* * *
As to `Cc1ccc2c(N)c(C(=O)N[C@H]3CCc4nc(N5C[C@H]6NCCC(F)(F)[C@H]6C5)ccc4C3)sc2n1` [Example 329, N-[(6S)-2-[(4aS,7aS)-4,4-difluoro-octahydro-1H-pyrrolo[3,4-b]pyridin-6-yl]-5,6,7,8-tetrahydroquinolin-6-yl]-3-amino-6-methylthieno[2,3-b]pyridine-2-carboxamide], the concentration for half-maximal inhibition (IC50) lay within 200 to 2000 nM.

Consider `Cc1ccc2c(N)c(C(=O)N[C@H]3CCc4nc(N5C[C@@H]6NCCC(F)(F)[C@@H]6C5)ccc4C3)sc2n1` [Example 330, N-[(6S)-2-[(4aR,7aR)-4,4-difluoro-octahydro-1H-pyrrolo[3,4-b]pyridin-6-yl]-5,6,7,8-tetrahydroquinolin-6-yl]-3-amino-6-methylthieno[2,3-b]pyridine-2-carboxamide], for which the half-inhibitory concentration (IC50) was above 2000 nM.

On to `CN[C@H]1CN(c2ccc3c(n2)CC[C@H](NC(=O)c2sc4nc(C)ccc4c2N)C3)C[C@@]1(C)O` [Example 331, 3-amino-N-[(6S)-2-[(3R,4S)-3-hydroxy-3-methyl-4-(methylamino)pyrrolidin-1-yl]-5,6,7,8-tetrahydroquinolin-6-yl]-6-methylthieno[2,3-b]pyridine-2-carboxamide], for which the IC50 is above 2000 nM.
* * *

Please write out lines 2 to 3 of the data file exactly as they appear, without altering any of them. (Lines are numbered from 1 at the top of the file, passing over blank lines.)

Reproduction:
Consider `Cc1ccc2c(N)c(C(=O)N[C@H]3CCc4nc(N5C[C@@H]6NCCC(F)(F)[C@@H]6C5)ccc4C3)sc2n1` [Example 330, N-[(6S)-2-[(4aR,7aR)-4,4-difluoro-octahydro-1H-pyrrolo[3,4-b]pyridin-6-yl]-5,6,7,8-tetrahydroquinolin-6-yl]-3-amino-6-methylthieno[2,3-b]pyridine-2-carboxamide], for which the half-inhibitory concentration (IC50) was above 2000 nM.

On to `CN[C@H]1CN(c2ccc3c(n2)CC[C@H](NC(=O)c2sc4nc(C)ccc4c2N)C3)C[C@@]1(C)O` [Example 331, 3-amino-N-[(6S)-2-[(3R,4S)-3-hydroxy-3-methyl-4-(methylamino)pyrrolidin-1-yl]-5,6,7,8-tetrahydroquinolin-6-yl]-6-methylthieno[2,3-b]pyridine-2-carboxamide], for which the IC50 is above 2000 nM.